Unknown said…
Why not bring 73 up from greensboroto Lynchburg the west towards Roanoke.

Popular posts from this blog

The original alignment of California State Route 1 in San Francisco

In 2019 the Gribblenation Blog Series covered the history of the Hyde Street Pier and the original surface alignment of US Route 101 in San Francisco.  Given the Golden Gate Bridge opened to traffic in May of 1937 coupled with the fact that the Sign State Routes had been announced in August of 1934 there were still some open questions regarding the original highway alignments in San Francisco.  Namely the question of this blog is; where was California State Route 1 prior to the completion of the Golden Gate Bridge?  Thanks the to the discovery of a 1936 Shell Highway Map of San Francisco and the California Highways & Public Works the answer can be conveyed clearly.     Part 1; the history of early California State Route 1 in San Francisco The genesis point for California State Route 1 ("CA 1") in San Francisco dates to 1933.  1933 was significant due to the State Legislature allowing the Division of Highways to assume maintenance of highways in Cities for the first time. 

Santa Clara County Route G8 and the New Almaden Quicksilver Mine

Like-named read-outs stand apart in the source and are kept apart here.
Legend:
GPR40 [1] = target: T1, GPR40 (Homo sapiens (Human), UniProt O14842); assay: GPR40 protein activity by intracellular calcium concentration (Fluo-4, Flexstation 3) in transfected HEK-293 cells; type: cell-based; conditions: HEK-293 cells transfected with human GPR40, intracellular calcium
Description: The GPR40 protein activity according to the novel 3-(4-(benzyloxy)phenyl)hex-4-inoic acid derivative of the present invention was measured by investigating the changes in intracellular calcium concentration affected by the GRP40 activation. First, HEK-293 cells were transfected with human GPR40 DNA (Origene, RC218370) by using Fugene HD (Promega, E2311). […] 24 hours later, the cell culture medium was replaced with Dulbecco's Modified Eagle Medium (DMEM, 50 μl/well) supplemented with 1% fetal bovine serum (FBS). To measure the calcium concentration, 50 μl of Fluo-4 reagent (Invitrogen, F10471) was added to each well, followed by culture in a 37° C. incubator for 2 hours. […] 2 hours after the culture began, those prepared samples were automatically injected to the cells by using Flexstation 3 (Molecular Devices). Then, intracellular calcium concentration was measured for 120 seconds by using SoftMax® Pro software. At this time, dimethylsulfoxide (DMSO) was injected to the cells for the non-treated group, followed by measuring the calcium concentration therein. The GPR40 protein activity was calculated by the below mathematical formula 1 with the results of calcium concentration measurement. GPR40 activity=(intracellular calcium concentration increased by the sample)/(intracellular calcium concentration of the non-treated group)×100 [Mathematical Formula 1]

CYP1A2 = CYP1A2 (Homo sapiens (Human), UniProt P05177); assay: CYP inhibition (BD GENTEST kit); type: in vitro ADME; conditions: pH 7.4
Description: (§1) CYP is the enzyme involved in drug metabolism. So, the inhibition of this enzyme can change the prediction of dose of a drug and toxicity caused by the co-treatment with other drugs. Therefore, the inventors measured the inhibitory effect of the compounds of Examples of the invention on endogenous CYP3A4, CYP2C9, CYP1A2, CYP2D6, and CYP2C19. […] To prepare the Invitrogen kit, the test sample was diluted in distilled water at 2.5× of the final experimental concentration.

Santa Clara County Route G8 is a 29.38 mile County Sign Route which is part of the San Francisco Bay Area transportation corridor.  Santa Clara County Route G8 begins at California State Route 152 near the outskirts of Gilroy and terminates at former US Route 101 at 1st Street/Monterey Road near downtown San Jose.  Santa Clara County Route G8 incorporates the notable Almaden Expressway and is historically tied to the New Almaden Quicksilver Mine.   (Santa Clara County Route G8 map image courtesy CAhighways.org) Part 1; the history of Santa Clara County Route G8, the Almaden Road corridor and New Almaden Mine The present corridor of Santa Clara County Route G8 ("G8") began to take shape with the emergence of the Almaden Expressway.  According to the October 1960 California Highways & Public Works Unit 1 of the Almaden Expressway opened in November of 1959 between Alma Avenue near downtown San Jose south to the Guadalupe River as part of a Federal Highway Aid Secondary pro

California State Route 1 the Shoreline Highway Part 3; a drive through Mendocino County

This blog is Part 3 of a three part series on of the Shoreline Highway segment of California State Route 1 and features a drive through Mendocino County.  Part 2 found below features a drive through Marin County.  California State Route 1 the Shoreline Highway Part 2; a drive through Sonoma County Chapter 4; California State Route 1/Shoreline Highway through Mendocino County Upon crossing the Gualala River and entering Mendocino County CA 1 northbound traverses into Gualala at Postmile MEN 1.2. The land which the community of Gualala now sits was part of a 1844 Mexican Land Grant to General Rafael Garcia between the Gualala River and Mal Paso Creek.  After the Mexican-American War the State of California invalidated Garcia's Land Grant which was made it available to homesteaders.  In 1861 Cyrus Robinson filed a claim under the provisions of the 1820 Land Act on land upon which the community of Gualala now sits.  Soon a saloon, hotel and ferry would develop which formed the basis of